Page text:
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Julianna I. Hanlon

Associate

[email protected]

+1.617.348.4935

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Julianna’s practice encompasses a wide variety of litigation matters. Prior to rejoining the firm, she was a Rule 3.03 student practitioner in Northeastern University’s Poverty Law Clinic, where she successfully maintained unemployment benefits and transitional assistance for each of her clients. During law school, Julianna served as a law clerk at two Boston firms, and as a legal intern in the General Counsel’s Office at both Partners HealthCare and the Massachusetts Division of Capital Asset Management and Maintenance.

In addition, Julianna worked as a legal intern in the Civil Division of the United States Attorney’s Office and was a judicial intern to the Honorable Harry M. Grossman of the Massachusetts Land Court. Prior to law school, she worked as a field manager at the Fund for the Public Interest and served as an intern to Senator John Kerry and to Governor Deval Patrick. Julianna graduated from law school with a concentration in labor, work, and income.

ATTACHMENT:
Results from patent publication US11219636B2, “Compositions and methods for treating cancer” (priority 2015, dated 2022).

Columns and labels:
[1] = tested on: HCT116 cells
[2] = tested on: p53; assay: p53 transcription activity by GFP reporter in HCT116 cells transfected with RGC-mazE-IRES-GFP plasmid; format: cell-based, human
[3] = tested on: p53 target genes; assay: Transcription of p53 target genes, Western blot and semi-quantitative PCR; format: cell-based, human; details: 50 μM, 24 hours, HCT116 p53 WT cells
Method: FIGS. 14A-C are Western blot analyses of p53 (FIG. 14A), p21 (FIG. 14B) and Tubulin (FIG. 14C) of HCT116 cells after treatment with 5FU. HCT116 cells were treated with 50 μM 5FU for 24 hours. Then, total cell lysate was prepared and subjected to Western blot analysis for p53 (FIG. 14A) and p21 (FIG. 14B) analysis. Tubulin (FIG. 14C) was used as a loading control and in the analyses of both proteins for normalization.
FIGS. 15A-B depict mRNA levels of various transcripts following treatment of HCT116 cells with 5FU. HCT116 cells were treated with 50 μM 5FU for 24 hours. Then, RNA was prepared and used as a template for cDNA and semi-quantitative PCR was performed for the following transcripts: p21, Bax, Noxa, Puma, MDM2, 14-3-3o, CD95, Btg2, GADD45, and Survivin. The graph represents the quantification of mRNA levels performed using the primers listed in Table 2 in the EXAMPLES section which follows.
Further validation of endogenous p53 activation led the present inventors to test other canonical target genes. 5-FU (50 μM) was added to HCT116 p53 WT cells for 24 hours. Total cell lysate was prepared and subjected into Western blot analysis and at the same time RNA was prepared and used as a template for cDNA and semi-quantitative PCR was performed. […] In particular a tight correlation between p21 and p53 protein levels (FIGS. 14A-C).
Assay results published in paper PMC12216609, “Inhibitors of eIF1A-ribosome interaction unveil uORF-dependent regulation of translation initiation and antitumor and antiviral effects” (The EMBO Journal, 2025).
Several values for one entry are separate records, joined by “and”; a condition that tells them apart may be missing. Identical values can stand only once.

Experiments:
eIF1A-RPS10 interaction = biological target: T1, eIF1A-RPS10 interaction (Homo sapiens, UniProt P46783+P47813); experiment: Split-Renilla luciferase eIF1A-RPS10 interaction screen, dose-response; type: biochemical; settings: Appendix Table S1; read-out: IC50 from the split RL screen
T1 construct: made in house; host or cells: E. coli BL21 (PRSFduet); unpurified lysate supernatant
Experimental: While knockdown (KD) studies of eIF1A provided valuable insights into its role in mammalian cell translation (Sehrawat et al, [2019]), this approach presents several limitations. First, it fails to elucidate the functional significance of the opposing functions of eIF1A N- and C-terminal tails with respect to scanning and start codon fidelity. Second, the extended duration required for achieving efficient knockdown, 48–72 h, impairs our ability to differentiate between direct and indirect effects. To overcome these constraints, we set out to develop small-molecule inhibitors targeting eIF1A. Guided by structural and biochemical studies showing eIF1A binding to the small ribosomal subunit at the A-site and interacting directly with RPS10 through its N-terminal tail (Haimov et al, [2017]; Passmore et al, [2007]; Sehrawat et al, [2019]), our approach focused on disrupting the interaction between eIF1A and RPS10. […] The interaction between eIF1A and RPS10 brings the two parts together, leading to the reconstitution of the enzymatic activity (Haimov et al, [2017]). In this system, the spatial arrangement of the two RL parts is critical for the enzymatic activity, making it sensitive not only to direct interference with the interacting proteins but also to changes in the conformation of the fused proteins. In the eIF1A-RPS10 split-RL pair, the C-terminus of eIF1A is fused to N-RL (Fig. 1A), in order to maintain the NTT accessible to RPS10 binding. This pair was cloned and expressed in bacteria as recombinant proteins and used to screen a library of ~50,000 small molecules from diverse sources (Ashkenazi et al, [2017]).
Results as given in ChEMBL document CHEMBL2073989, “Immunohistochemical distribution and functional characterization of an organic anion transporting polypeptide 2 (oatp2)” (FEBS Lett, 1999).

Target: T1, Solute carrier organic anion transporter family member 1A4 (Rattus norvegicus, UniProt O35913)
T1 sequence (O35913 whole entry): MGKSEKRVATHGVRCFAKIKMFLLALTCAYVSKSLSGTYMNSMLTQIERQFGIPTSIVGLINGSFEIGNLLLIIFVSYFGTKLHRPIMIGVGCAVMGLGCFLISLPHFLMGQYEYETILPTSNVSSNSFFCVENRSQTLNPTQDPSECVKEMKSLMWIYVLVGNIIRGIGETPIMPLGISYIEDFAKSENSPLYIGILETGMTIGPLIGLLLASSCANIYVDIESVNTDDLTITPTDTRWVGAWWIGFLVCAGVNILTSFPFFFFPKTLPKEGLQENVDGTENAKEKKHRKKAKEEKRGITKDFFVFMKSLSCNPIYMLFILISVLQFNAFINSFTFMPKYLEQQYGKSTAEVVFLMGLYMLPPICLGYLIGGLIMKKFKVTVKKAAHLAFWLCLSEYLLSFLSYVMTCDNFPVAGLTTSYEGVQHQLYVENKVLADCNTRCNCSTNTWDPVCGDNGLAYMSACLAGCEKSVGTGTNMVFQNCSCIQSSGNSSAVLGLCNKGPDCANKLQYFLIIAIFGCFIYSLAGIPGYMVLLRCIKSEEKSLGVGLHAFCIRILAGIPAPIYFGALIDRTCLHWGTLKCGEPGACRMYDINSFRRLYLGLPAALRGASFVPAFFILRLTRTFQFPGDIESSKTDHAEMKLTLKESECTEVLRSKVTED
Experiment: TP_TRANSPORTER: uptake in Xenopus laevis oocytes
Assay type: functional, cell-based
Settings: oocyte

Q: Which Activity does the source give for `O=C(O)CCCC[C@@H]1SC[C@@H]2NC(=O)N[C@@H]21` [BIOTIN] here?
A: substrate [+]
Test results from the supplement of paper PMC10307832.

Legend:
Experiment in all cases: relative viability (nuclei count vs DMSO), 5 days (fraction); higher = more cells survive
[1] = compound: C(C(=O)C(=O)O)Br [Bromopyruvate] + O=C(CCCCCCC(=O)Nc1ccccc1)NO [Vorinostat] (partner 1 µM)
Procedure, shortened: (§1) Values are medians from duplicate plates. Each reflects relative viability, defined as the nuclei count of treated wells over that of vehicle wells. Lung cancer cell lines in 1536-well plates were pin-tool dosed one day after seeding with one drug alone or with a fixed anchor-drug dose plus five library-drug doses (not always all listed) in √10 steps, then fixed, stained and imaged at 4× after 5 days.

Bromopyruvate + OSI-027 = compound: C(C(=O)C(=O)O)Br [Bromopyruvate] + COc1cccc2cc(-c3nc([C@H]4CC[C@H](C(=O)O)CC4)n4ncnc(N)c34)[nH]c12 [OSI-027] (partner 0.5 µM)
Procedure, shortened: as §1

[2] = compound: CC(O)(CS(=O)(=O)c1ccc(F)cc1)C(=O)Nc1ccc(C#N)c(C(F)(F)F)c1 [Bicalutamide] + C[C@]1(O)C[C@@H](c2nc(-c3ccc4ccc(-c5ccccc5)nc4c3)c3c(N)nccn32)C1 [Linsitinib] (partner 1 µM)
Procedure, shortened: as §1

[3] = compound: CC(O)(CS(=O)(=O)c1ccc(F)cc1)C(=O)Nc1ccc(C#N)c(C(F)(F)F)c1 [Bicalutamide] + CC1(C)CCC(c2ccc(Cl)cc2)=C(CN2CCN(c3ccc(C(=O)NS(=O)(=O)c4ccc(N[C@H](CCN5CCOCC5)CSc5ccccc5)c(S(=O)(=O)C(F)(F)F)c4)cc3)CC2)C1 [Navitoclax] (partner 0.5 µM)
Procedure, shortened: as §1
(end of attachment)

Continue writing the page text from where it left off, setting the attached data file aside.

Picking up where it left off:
Education

  • Northeastern University (JD)
  • Simmons College (BA)

Involvement

  • Commissioner, Melrose Human Rights Commission
  • Member, Boston Bar Association
  • Member, Real Estate Bar Association
  • Member, Boston Bar Association Real Estate Steering Committee (2014-2016)

Viewpoints

Health Care Viewpoints Thumbnail

Health Care Enforcement Year-in-Review and 2020 Outlook: Civil Fraud Enforcement Developments and Trends

January 21, 2020 | Blog | By Brian Dunphy, Laurence Freedman, Karen Lovitch, Julianna Hanlon, Nicole Henry, Clare Prober

As discussed in our article recently published by Law360, 2019 brought yet another year of robust health care enforcement activity, and the False Claims Act (FCA) remains the government’s most powerful civil health care enforcement tool.  This post will give an overview of our article, which covers these issues and more in great detail.
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On September 23, 2016, the United States Court of Appeals for the First Circuit concluded that, “for now, at least, the long war over Long Wharf is at an end.”
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